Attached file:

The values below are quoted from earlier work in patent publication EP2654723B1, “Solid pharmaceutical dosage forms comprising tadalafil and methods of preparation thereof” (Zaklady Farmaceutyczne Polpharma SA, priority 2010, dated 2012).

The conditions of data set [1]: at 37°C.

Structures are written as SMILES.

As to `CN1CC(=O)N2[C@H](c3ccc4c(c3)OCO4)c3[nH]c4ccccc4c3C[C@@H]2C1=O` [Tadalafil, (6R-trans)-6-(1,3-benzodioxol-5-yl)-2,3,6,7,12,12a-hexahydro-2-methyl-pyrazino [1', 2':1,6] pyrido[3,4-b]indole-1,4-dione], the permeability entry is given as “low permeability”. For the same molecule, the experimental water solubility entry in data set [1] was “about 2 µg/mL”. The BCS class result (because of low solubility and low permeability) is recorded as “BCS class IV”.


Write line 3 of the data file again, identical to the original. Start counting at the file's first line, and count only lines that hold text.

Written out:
Structures are written as SMILES.